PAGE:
STEM fair projects lead to university research spots

Brady Strabel and Gabrielle Dykhouse, now University of Michigan freshman, researched gene editing for last spring’s East Kentwood High School STEM Fair (courtesy photo)

They may be in Ann Arbor establishing roots as college freshman, but four 2018 East Kentwood High School graduates used their senior STEM Fair projects to gain acceptance into a prestigious University of Michigan research program.

Now, as research assistants in the Undergraduate Research Opportunity Program, they are conducting research on the environment, anatomy and magnetics in outer space, while working alongside U of M researchers on an ongoing or new research project.

Science teacher Chad VanHouten, in back, challenges students to research topics they are interested in (courtesy Photo)

Last spring, students had the chance to pick their own topics and delve into research for the fair. AP Biology students Brady Strabel and Gabrielle Dykhouse partnered on a project on gene editing in bacteria; Emma Pinchak studied small crustaceans called isopods (think potato bugs) and their dexterity and speed. Dat Huynh researched optimal light intensity for aquatic plants.

“The goal of the STEM Fair is to provide an opportunity for students to do research that they are interested in, not necessarily research that we put on them,” said AP Biology teacher Chad VanHouten, who emphasized that giving students free reign of learning can lead to great things. “We have four kids this year that used their STEM Fair projects to get into this elite program, and it is research above and beyond their normal major.”

Dat Huynh presents a calculus project he did along with research on aquatic plants (courtesy photo)

Bringing Science to the Next Level

The students are now researching complex topics. Gabrielle, a neuroscience major, is studying technology related to cardiac electrophysiology (the electrical activity of the heart).

Giving students free reign of learning can lead to great things, says AP Biology teacher Chad VanHouten

She said her high school experience paved the way for her. “I wanted to pursue research in Michigan’s groundbreaking medical operations. My research experience definitely set me apart from the newbies and my (Advanced Placement course) content knowledge has made the college content transition very easy,” she said.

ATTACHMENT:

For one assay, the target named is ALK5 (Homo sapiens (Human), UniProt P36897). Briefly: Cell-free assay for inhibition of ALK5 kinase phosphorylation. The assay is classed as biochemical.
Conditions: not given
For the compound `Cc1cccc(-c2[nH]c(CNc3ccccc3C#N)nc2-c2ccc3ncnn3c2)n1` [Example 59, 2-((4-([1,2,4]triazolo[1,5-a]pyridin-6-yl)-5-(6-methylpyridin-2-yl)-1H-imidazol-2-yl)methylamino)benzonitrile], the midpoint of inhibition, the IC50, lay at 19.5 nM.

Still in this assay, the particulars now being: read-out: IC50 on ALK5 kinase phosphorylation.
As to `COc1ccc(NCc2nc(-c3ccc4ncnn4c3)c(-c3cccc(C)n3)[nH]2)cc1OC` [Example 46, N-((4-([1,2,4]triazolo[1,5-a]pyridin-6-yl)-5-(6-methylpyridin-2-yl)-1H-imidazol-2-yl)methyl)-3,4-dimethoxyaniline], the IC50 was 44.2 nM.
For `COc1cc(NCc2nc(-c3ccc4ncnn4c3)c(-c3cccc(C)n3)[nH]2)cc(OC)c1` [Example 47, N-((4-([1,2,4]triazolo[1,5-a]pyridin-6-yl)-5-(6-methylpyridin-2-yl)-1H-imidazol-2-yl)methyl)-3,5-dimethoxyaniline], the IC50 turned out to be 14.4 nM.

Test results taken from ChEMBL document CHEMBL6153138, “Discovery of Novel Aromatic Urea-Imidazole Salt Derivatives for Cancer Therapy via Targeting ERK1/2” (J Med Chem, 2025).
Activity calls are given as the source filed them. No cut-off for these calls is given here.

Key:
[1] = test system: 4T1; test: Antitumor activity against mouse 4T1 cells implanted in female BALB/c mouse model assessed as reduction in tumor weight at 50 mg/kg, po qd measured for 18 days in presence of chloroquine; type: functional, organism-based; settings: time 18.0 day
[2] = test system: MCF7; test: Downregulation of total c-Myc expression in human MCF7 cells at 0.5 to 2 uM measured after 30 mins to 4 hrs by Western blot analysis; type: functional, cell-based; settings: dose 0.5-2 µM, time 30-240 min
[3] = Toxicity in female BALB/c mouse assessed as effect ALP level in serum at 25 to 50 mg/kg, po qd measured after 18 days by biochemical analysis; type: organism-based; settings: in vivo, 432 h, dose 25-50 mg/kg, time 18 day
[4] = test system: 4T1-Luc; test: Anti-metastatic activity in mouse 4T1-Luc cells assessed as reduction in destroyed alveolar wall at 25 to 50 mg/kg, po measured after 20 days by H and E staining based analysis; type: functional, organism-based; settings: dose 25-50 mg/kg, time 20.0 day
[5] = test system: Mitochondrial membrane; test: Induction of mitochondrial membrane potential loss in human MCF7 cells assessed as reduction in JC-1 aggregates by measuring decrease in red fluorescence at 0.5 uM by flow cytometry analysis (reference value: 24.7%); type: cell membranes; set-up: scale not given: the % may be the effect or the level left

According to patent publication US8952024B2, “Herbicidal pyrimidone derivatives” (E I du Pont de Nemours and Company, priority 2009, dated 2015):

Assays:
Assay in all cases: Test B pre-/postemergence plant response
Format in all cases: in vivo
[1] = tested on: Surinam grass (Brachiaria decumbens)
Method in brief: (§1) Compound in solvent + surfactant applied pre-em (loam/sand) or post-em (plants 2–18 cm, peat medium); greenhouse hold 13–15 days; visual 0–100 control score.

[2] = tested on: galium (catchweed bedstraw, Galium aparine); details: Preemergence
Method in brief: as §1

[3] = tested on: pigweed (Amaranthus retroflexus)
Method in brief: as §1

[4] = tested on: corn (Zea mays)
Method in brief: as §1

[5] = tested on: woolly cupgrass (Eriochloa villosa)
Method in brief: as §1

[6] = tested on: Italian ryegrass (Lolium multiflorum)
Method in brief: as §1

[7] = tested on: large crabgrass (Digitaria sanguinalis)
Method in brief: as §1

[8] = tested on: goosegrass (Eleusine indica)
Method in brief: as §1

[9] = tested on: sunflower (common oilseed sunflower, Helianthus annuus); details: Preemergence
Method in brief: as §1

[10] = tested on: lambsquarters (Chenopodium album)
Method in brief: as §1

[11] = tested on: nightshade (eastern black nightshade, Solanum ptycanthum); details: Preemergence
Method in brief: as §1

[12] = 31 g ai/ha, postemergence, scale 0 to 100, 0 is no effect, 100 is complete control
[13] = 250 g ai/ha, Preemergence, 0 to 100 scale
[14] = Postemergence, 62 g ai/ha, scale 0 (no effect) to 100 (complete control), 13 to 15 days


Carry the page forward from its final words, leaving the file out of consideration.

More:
For UROP, Gabrielle interviewed with a Harvard medical school graduate cardiologist, now a U of M researcher, about his project with atrial defibrillation. She said the researcher told Gabrielle that her high school project set her apart.

“He basically said that out of his nine applicants mine stood out by far, and if I’m interested the position is mine.”

Emma, an environmental science major, is conducting global warming research in the area of forestry management. She said she was able to tell UROP program leaders about high school lab experience.

Emma Pinchak, right, tells an East Kentwood graduate about her research on isopods (courtesy photo)

“Nothing seems too difficult. I’m especially seeing overlap in examples of famous studies we talked about in (East Kentwood biology and environmental science classes), especially to do with pollution and ecology.”

Brady, who is considering computer science or aerospace engineering as majors, is working on the project involving devices that measure magnetic fields for extreme environments.

“We’re basically developing, packaging and deploying these new magnetometer systems around the poles and in space,” he said. “East Kentwood science exposed me to laboratory experience, helping me to identify my interest in research and strengthening my application for applying to research teams.”

The district’s annual fair is open to all STEM classes – middle school students have also participated – challenging students to make posters about the research they’ve done, from building robots to creating rat mazes. Students, parents and community members attend

“Kids are teaching kids, which we love,” VanHouten said.

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Science is Basically in Everything

Students present research on a variety of topics at the STEM Fair (courtesy photo)
Erin Albanese
Erin Albanese has worked as a journalist in the Grand Rapids area since 2000. A graduate of Central Michigan University, she has written for The Grand Rapids Press, Advance Newspapers and On-the-Town Magazine. She has been covering the many exciting facets of K-12 public education for School News Network since 2013. Read Erin's full bio

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